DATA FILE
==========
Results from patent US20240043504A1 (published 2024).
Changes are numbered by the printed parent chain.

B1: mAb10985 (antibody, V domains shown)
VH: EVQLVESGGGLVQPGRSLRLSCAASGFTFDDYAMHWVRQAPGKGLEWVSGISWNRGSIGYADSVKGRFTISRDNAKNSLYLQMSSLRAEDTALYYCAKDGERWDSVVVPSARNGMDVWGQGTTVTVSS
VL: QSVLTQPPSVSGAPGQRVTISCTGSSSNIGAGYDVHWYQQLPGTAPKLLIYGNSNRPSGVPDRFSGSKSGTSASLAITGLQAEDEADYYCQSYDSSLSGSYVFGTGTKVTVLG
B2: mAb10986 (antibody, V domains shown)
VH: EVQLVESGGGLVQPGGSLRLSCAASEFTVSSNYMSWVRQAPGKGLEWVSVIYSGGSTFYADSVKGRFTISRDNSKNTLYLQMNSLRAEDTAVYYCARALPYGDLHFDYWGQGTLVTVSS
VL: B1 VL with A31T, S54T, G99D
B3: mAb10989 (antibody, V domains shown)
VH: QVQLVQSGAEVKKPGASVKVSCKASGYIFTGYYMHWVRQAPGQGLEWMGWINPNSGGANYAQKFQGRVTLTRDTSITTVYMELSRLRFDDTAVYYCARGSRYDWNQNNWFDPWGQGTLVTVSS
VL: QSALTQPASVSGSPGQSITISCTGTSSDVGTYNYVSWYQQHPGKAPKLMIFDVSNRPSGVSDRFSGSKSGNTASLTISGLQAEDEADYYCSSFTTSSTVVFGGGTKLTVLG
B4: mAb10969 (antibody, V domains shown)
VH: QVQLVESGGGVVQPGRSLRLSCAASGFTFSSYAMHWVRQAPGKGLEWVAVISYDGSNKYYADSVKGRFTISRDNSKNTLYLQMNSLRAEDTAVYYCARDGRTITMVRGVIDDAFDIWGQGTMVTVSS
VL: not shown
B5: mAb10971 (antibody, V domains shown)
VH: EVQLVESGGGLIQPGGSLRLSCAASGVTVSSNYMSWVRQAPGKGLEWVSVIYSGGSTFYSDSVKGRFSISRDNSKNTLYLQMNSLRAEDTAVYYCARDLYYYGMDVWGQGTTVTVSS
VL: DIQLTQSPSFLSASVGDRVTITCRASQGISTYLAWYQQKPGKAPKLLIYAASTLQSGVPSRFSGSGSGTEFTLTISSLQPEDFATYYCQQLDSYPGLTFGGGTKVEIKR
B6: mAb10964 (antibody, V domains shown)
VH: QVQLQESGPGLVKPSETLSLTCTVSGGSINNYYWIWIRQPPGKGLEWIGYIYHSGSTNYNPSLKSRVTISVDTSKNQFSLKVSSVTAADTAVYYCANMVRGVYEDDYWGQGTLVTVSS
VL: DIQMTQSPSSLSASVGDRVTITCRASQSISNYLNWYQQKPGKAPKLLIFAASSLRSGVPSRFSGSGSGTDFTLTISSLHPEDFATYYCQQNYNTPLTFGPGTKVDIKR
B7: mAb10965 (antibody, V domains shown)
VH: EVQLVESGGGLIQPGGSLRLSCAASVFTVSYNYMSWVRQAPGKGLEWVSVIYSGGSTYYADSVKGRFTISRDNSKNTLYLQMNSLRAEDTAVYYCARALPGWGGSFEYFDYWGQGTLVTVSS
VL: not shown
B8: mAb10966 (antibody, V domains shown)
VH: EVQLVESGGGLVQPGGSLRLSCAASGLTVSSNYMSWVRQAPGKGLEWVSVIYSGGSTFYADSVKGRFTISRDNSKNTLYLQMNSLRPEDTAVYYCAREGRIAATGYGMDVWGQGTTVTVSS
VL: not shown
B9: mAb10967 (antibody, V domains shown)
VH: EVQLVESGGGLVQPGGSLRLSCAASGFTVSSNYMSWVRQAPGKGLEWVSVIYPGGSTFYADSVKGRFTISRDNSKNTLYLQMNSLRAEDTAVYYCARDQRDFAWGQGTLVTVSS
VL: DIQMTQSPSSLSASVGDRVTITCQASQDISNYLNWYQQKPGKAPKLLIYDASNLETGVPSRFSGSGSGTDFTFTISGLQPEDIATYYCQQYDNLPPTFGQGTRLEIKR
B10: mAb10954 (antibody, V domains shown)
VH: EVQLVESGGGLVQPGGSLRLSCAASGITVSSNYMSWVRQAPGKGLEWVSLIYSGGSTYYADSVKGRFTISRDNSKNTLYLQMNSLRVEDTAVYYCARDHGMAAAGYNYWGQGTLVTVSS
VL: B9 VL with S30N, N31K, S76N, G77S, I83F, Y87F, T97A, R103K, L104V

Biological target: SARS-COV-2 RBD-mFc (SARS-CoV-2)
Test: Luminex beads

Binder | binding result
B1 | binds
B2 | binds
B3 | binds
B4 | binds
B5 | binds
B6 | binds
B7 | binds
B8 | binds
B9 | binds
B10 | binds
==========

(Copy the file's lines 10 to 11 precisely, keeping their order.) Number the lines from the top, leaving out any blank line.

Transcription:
VH: QVQLVQSGAEVKKPGASVKVSCKASGYIFTGYYMHWVRQAPGQGLEWMGWINPNSGGANYAQKFQGRVTLTRDTSITTVYMELSRLRFDDTAVYYCARGSRYDWNQNNWFDPWGQGTLVTVSS
VL: QSALTQPASVSGSPGQSITISCTGTSSDVGTYNYVSWYQQHPGKAPKLMIFDVSNRPSGVSDRFSGSKSGNTASLTISGLQAEDEADYYCSSFTTSSTVVFGGGTKLTVLG